A second and more efficient scenario enables particle acceleration through shock waves. In this picture, the magnetic mirror is played by the inhomogeneities in the shocked (upstream) and inert (downstream) media as illustrated in Figure 2.3 (right). Once again, this process is better grasped with the help of changes of reference frame. Whether we are placing ourselves in the upstream or downstream reference frame (i.e. where the corresponding medium is at rest), the moving medium will have a head-on motion. A particle coming from the downstream (resp upstream) medium at rest and passing through the shock front will then see the upstream (resp. downstream) medium as a magnetic cloud coming towards it. From the second order Fermi mechanism, this head-on motion induces an energy gain for the particle. The diffusion effects provoked by the magnetic turbulences (inhomogeneities) in the medium decreases the probability of particle escape. Changing the reference to the rest frame of the upstream (resp downstream) medium, the particle is likely to be once again reflected on the other medium, which is also seen with a head-on motion. As a consequence, as long as the particle cannot escape the shock system, it will undergo multiple reflections. The critical difference with the second order mechanism is that all the collisions are now head-on. For each round-trip, the particle will gain an average energy < E E >/ r−1 r vshockc / v c shock, (2.10).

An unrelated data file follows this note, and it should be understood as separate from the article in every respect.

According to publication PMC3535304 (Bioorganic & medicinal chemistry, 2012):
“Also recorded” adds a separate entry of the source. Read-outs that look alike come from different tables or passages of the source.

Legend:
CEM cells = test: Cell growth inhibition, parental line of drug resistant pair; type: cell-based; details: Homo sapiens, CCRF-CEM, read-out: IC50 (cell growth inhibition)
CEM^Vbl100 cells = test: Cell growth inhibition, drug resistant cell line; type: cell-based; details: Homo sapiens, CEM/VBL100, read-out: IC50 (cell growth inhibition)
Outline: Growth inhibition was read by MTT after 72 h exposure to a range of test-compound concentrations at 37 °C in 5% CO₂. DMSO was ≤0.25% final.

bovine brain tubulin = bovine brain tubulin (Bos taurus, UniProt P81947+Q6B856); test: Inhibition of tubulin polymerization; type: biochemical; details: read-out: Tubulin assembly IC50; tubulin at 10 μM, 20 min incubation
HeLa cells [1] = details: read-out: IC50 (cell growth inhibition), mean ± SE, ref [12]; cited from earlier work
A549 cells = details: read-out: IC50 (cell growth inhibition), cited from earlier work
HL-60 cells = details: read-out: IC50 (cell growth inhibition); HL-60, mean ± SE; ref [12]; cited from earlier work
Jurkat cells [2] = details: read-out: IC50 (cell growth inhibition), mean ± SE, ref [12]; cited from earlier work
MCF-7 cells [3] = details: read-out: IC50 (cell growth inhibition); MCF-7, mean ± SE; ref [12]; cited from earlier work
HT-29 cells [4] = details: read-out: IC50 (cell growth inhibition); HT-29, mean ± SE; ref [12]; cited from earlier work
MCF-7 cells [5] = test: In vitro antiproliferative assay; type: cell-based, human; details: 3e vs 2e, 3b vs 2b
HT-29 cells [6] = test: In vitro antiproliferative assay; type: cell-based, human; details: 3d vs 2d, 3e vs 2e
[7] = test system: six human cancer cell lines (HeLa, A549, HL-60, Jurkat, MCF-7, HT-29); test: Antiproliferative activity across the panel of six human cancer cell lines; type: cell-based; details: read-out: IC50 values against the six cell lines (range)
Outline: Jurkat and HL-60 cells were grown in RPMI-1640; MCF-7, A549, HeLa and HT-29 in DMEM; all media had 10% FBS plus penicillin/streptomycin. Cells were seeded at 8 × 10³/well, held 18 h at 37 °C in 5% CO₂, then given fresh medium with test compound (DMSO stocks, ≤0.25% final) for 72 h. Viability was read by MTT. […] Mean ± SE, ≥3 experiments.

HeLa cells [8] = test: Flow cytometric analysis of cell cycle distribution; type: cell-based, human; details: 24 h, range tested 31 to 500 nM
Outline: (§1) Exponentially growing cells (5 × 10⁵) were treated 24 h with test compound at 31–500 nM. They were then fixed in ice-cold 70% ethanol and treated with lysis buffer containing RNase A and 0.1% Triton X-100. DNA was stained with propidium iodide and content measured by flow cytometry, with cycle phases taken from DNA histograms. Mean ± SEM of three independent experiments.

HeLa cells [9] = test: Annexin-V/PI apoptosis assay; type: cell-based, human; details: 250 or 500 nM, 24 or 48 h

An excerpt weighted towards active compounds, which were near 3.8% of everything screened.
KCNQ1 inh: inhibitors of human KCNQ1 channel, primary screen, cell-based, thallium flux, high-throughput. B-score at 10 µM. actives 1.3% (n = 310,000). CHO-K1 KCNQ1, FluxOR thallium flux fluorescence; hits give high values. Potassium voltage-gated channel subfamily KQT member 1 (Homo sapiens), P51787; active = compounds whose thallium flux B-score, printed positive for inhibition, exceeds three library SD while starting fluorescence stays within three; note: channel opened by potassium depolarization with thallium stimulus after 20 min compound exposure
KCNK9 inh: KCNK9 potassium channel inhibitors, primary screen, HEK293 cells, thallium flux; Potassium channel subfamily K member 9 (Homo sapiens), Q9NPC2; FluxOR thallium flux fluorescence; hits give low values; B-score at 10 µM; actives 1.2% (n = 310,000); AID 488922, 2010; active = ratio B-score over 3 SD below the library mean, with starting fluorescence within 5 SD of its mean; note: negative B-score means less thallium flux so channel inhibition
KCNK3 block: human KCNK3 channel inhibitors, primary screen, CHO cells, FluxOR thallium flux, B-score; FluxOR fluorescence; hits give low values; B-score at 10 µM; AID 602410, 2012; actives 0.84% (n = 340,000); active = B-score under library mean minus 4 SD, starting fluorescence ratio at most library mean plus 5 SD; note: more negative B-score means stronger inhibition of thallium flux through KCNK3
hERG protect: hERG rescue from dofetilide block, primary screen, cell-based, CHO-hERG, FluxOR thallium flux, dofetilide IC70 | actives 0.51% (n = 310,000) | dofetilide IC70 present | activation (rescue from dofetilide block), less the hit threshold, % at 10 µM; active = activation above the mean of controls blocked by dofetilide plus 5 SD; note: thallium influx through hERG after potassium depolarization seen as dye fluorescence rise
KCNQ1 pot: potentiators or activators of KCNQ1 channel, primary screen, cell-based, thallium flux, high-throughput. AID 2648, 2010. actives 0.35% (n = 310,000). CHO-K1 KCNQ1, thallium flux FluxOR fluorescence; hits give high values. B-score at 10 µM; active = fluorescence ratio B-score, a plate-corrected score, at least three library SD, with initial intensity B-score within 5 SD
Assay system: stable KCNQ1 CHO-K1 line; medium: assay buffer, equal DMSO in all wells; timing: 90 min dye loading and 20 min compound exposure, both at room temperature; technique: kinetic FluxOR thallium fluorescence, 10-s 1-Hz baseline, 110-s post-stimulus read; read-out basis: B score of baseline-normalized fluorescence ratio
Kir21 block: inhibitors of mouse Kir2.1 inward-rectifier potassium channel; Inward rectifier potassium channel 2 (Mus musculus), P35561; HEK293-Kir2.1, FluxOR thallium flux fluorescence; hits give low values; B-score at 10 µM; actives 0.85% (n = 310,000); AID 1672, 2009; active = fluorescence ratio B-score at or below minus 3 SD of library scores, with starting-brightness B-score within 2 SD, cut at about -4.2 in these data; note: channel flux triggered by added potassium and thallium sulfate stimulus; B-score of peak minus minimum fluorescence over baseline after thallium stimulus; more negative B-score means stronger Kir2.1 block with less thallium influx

with r the compression factor between the upstream and downstream media, v =vup−vdown > 0 the relative velocity between the upstream and downstream media, and vshock = shockc the shock front velocity. In the knotted relativistic jet picture, the shock front is for instance assimilated to the transition between a knot and the large scale jet. Although this process also requires « pre-accelerated » particles, it provides faster acceleration than the second oder Fermi mechanism.

External inverse Compton

Other than the synchrotron field, inverse Compton processes can occur in blazars from the interaction between leptons and a photon fields external to the jet or the AGN itself. The additional number of photons brought by external fields will contribute to generate very high energy photons and boost the flux in the SED inverse Compton bump. External photon fields can originate from:
• the accretion disc radiating in the optical to UV spectrum.
• the BLR as it scatters the accretion disc radiation in the UV spectrum with a possible extension to X-rays.
• the dust torus radiating in the IR and radio spectrum.
• the large scale jet radiating in the radio spectrum from synchrotron processes possibly up to X-rays.
• the host galaxy mostly in the optical spectrum.
• the EBL mostly in the microwave to optical spectrum.
Although the large scale jet emission would take the form of a power law, external photon fields can generally be modeled with a blackbody emission centered on a specific temperature. A fraction of the external photons – those that are directed or reflected head-on towards the knot – should be blue-shifted in the knot’s rest frame. As a consequence, the external photons can reach higher energies. In particular, photons emitted by the accretion disc or scattered by the BLR can reach keV energies (X-rays) and therefore be boosted up to TeV energies through inverse Compton interactions with the knot’s leptons.

VHE gamma-ray astronomy